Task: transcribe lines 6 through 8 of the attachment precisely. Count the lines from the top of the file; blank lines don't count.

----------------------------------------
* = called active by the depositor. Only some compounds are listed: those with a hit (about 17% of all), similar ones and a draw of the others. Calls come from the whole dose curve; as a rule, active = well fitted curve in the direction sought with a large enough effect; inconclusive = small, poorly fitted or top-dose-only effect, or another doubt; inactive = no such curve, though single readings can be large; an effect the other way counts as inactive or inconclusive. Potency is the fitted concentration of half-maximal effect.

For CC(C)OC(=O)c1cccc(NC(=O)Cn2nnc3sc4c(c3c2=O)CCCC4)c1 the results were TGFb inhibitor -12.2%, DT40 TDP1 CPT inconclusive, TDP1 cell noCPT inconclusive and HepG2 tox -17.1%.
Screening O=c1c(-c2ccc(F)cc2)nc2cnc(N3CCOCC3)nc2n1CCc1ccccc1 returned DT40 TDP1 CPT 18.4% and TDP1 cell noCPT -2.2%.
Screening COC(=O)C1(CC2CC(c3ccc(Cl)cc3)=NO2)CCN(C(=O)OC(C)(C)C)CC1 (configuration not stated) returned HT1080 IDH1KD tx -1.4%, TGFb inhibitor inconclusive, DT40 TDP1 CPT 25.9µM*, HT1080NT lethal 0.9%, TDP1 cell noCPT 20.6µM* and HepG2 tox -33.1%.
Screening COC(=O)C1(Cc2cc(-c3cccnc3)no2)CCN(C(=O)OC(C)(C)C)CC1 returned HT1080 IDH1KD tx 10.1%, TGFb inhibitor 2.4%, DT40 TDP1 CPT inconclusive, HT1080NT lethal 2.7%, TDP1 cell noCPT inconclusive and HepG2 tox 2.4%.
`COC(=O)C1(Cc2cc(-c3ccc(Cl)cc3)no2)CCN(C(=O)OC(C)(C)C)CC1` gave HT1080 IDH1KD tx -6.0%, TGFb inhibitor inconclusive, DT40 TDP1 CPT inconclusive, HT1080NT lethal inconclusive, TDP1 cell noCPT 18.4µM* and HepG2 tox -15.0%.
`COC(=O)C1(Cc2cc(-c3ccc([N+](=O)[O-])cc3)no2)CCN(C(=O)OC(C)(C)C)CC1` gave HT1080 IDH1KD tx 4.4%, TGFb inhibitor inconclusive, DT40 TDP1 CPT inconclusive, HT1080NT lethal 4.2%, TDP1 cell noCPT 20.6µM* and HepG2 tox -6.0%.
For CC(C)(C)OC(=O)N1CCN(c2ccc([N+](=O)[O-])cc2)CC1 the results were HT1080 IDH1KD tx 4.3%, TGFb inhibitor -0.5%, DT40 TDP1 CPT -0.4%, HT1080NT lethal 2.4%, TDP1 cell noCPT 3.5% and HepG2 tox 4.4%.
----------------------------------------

`COC(=O)C1(Cc2cc(-c3ccc(Cl)cc3)no2)CCN(C(=O)OC(C)(C)C)CC1` gave HT1080 IDH1KD tx -6.0%, TGFb inhibitor inconclusive, DT40 TDP1 CPT inconclusive, HT1080NT lethal inconclusive, TDP1 cell noCPT 18.4µM* and HepG2 tox -15.0%.
`COC(=O)C1(Cc2cc(-c3ccc([N+](=O)[O-])cc3)no2)CCN(C(=O)OC(C)(C)C)CC1` gave HT1080 IDH1KD tx 4.4%, TGFb inhibitor inconclusive, DT40 TDP1 CPT inconclusive, HT1080NT lethal 4.2%, TDP1 cell noCPT 20.6µM* and HepG2 tox -6.0%.
For CC(C)(C)OC(=O)N1CCN(c2ccc([N+](=O)[O-])cc2)CC1 the results were HT1080 IDH1KD tx 4.3%, TGFb inhibitor -0.5%, DT40 TDP1 CPT -0.4%, HT1080NT lethal 2.4%, TDP1 cell noCPT 3.5% and HepG2 tox 4.4%.